A temporary car park, which opened in Horsham last week, is offering commuters the cheapest all-day rate in the town centre.
The land at Horsham Gates, North Street, once home to Spofforths accounting firm before the building was attacked by arsonists in October 2009, is now a car park offering people to park £3 for the whole day or 80p an hour.
At a time when Horsham District Council has come under attack for increasing parking charges and introducing a flat rate evening at two car parks from 6pm-8pm, the 38 parking spaces managed by nationwide firm RCP Parking could be in high demand.
Despite concerns by Rockwell Collins, a company based next to the car park, about tailbacks of traffic onto the roundabout, the district council granted permission for a temporary car park for three years to ‘ease some parking issues around the town centre’.
Speaking to the County Times in October, when the company submitted the application, general manager Tony Wakeling promised a ‘commercially competitive’ car park and with rates lower than any other car park in Horsham town centre, that is what the company has provided.
He said this week that the timing if its opening - two weeks after the council parking charges were increased - was purely a co-incidence.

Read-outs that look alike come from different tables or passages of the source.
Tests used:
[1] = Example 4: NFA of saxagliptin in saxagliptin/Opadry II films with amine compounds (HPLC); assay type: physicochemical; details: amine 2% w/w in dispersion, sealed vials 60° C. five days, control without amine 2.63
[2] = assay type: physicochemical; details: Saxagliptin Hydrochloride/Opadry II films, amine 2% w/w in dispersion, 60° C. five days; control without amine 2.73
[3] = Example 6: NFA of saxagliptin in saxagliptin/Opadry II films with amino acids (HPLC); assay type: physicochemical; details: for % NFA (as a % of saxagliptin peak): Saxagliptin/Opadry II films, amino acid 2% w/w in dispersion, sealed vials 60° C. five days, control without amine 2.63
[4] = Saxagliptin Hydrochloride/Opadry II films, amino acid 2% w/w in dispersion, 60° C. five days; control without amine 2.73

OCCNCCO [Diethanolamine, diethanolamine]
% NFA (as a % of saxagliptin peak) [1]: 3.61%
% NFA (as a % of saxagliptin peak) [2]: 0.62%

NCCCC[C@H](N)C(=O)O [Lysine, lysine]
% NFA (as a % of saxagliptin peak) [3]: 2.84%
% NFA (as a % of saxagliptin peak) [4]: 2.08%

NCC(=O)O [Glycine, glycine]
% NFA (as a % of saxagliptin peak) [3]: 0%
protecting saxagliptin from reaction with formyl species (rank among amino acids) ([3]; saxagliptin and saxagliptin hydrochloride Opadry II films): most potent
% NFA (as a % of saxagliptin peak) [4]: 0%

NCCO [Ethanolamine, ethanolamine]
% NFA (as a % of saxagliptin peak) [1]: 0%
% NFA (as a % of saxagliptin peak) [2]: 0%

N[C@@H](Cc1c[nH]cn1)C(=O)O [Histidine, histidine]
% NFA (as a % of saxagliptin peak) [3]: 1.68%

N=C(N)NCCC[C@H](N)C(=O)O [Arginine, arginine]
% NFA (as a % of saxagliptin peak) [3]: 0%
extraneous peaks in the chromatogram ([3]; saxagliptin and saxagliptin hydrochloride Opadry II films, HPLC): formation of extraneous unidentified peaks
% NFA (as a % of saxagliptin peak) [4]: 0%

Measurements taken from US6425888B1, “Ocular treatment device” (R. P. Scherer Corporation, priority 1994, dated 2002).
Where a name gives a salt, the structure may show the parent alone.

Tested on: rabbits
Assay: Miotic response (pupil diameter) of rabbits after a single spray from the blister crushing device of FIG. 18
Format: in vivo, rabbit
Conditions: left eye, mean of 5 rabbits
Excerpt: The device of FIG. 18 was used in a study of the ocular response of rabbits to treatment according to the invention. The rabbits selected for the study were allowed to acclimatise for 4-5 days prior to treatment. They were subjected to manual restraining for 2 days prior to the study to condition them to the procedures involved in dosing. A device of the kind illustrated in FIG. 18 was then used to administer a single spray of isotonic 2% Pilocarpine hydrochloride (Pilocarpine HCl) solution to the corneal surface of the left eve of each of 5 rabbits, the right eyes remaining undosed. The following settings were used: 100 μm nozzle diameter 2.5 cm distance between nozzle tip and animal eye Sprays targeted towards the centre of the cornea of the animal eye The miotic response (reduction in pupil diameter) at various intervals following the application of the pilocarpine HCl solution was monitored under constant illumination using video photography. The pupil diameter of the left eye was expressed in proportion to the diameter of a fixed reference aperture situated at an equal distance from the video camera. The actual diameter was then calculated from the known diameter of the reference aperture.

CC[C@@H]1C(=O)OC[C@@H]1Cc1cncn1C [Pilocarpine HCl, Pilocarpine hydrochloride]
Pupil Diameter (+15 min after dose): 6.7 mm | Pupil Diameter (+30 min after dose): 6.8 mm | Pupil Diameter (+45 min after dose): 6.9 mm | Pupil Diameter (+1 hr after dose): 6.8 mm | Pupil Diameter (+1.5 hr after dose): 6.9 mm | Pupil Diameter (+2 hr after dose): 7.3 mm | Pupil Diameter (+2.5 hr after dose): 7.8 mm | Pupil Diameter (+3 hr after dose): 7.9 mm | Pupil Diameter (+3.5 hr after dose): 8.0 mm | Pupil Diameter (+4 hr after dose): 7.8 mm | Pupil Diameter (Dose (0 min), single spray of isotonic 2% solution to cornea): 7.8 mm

“We open when we open. We would have wished to have opened earlier, but the wheels of local government do not move quickly.”
They are aiming their business at the commuter market, particularly people using the railway station.
Mr Wakeling said: “I am sure that’s the market we’re most likely to serve. There’s the station car park there and it’s extremely busy and well used.
“I understand we are not operating on the doorstep, but that’s why we’re charging £3 and they charge £5.50. We believe we are offering an attractive proposition for the location we are in.”
It will make better use of the land, which has been derelict since the fire, but only until November 2015.
Although the district council report acknowledges the car park ‘will contribute in a positive way’, it also states that it would not normally permit such a development is this location.
It says that it is considered ‘reasonable to make an exception’ in the circumstances.
After November 30, 2015, RCP Parking has been told by HDC the use will be ‘permanently discontinued and the land be restored to a condition which has been previously agreed’.